After more than a decade of debate and grassroots pushes for change, a trio of streets southeast of downtown Atlanta officially dropped their “Confederate” names on a fitting occasion Monday.
In Grant Park, on the morning of Martin Luther King Jr. Day, streets formerly named after an association with the Confederacy were formally commemorated as United Avenue and Trestletree Court, city officials announced.
Sure, new street signs may have been posted for several weeks, but District 1 Atlanta City Councilmember Carla Smith, who represents the area, made the revised monikers official during an unveiling ceremony. (Google recognizes the changes now, too; MapQuest, as one example, does not).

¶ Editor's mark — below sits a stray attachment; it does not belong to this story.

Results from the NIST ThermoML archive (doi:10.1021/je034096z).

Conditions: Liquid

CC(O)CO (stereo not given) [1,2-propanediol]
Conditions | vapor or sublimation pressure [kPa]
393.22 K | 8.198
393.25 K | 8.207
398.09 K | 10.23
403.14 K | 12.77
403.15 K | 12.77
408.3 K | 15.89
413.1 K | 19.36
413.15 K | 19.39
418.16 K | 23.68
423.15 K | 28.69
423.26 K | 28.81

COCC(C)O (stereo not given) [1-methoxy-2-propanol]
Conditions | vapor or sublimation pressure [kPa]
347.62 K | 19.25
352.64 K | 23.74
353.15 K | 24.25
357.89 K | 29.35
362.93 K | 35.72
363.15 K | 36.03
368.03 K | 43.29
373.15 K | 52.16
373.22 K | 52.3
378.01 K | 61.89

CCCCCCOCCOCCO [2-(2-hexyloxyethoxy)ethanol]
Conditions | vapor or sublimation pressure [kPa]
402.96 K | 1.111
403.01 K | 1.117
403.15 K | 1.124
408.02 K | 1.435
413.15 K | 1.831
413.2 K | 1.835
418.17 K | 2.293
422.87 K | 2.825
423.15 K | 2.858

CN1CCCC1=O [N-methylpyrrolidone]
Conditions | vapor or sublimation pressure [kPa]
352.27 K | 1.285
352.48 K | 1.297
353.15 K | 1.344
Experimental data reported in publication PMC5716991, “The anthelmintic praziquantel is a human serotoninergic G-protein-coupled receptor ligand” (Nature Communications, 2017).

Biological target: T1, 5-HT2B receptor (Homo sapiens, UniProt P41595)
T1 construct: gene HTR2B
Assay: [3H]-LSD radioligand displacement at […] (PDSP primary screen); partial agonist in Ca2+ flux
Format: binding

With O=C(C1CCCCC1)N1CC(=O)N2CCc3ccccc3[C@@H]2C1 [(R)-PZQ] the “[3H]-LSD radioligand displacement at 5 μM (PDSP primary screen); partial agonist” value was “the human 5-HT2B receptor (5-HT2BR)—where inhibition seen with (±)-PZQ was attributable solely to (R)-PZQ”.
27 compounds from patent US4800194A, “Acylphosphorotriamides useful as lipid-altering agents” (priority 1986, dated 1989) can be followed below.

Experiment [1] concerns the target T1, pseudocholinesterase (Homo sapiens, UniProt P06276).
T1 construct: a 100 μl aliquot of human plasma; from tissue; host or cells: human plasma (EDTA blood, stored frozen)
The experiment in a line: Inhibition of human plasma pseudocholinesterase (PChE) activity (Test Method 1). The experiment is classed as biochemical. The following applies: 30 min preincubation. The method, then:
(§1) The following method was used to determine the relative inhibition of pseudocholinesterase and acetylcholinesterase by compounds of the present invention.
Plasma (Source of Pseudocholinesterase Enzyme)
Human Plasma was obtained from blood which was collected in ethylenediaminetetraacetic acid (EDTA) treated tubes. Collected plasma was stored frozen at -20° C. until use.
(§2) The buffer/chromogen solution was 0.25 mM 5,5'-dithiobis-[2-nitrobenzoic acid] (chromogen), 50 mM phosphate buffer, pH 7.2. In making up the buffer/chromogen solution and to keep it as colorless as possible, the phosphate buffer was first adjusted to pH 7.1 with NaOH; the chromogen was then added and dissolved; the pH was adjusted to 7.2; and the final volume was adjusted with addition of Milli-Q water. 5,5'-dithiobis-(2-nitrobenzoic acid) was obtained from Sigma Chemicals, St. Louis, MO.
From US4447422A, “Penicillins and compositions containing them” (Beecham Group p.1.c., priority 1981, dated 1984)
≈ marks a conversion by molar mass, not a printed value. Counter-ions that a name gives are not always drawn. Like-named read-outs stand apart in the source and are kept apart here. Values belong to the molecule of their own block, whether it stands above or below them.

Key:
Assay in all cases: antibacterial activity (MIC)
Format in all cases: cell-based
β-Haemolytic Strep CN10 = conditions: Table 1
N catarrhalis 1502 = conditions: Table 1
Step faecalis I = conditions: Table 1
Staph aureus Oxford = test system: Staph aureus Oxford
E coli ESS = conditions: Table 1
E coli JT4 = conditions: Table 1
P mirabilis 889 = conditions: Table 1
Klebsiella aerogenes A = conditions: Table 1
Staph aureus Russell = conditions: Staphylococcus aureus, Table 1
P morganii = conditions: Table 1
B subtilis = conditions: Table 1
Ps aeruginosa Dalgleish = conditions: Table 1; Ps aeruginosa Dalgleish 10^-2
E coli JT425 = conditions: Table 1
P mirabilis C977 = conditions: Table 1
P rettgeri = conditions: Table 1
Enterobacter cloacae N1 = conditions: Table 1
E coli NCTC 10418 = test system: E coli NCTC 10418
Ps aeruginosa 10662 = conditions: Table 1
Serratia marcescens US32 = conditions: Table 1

Formerly, Confederate Avenue and East Confederate Avenue snaked through southeast Atlanta neighborhoods Grant Park, Ormewood Park, Boulevard Heights, and Woodland Hills.
Last year, Atlanta City Council passed legislation renaming the streets, which Mayor Keisha Lance Bottoms signed into law in October.
Confederate Avenue and East Confederate Avenue have become United Avenue. Meanwhile, Confederate Court is now Trestletree Court, a nod to the large apartment complex that surrounds the street.
As CNN notes as part of a deep dive into the inspirations, challenges, and even pushback against the street name changes, Atlanta still counts about three dozen roadways named for Confederate figures or the Confederacy in general.
Blue markers atop the revised street signs now indicate what previous “Confederate” names were.